Have you ever thought about what you would do if you became King or Queen? What policies would you implement to keep your subjects happy? Or would you even want to keep them happy? Maybe you’re in it for the money?
Even before you talk about policies for when you’re the Ruler of the Realm (and yes, capital letters are very important there), you have to think about how you would do your takeover.
I honestly wish it was as easy as it is in Majesty: For the Realm, a game published by Z-Man Games in 2017.
That’s not to say you don’t have competition for becoming ruler in the game, of course. But imagine if it were really as easy to do as having people in various professions that are important for realm-building just lining up and having you recruit them?
I’d take that in a flat minute.
But how does it play as a game?
Let’s take a look.
Majesty: For the Realm is a 2-4 player card-game designed by Marc André with artwork by Anne Heidsieck.
In it, you are trying to create the richest domain in order to seize the crown and become ruler of it (if only it were that easy). (Editor – That’s how you became head of Dude Central, isn’t it?)
Each player has a village with eight buildings in it: Mill, Brewery, Cottage, Guardhouse, Barracks, Inn, Castle, and Infirmary (placed in that order).
In a very cool effect, lining them up straightly (Editor – Rather than the haphazardly way Dave did) gives you a cool panorama of your village.
Villager cards are dealt out into a row of six.
On your turn, you choose a villager to place in your village. The card farthest from the deck costs nothing, but you must place one of your white meeples on each card you’re skipping in order to take a card closer to the deck.
If you take a card that have been previously skipped, you collect the meeples as well.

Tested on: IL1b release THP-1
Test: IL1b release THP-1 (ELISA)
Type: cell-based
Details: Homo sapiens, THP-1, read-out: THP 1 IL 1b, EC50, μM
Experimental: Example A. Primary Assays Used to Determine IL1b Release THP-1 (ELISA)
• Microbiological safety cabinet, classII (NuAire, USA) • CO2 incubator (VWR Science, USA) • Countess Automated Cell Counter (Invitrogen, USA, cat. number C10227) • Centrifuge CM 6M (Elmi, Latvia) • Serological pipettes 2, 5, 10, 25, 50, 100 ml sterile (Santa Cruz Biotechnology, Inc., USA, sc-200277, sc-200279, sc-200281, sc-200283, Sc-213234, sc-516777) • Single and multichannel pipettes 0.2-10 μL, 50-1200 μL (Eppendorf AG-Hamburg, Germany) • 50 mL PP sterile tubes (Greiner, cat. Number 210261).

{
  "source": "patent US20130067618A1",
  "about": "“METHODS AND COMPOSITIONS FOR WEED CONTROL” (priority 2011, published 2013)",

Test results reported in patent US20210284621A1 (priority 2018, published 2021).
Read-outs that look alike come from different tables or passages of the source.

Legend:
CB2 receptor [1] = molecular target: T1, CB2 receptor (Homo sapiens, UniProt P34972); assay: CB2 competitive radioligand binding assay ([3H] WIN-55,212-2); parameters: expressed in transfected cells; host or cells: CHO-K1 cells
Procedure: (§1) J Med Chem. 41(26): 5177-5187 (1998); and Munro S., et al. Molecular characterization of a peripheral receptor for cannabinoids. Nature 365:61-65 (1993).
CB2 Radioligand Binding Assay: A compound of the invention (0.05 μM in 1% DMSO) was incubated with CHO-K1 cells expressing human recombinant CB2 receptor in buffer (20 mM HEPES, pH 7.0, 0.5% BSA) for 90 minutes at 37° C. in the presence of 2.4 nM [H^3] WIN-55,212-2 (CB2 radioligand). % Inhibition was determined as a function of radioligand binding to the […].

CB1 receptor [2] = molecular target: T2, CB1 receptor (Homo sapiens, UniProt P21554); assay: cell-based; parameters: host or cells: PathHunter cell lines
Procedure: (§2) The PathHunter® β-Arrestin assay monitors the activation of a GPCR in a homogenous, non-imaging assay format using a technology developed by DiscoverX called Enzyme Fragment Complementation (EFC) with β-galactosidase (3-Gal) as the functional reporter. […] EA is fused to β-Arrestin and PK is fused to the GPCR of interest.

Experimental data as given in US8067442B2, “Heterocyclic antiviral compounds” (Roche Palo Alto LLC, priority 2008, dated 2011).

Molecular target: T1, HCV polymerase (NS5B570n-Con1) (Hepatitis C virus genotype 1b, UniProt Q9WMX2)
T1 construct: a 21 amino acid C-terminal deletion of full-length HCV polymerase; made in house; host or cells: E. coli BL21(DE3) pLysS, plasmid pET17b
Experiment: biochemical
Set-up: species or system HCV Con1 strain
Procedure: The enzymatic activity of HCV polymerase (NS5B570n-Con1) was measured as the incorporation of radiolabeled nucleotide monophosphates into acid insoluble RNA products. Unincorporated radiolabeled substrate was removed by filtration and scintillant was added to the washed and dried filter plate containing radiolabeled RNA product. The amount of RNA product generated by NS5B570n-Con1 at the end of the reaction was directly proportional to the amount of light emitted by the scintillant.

Of course, if you don’t have any meeples, you can’t skip a card!
You place the card you took under the appropriate building and execute the action of that building and score the appropriate points. For the picture above, placing the miller into the Mill will give you two points per miller you have.
That’s pretty much it. The game ends once everybody has twelve people in their village.
There is some end game scoring as well. Count up the number of buildings that have at least one worker. Then you multiply that number by itself and get that many points (if you have workers in all seven buildings, you get 49 points!).
Then, for each building, you see which player has the most of that type of worker. Whoever has the most (and ties are friendly, so each player gets the points) gets a certain number of points based on the score at the bottom of the card. The Mill will get you 10 points, the Brewery gets you 11 points, and so on up to the Castle which gets you 16 points if you have the most workers there.
You also lose one point for each worker you have in the Infirmary, that building at the right end of your line.
Whoever has the most points is the winner!
I love Majesty: For the Realm to bits. While I will certainly still play Century: Spice Road, if given the choice I’d rather play this.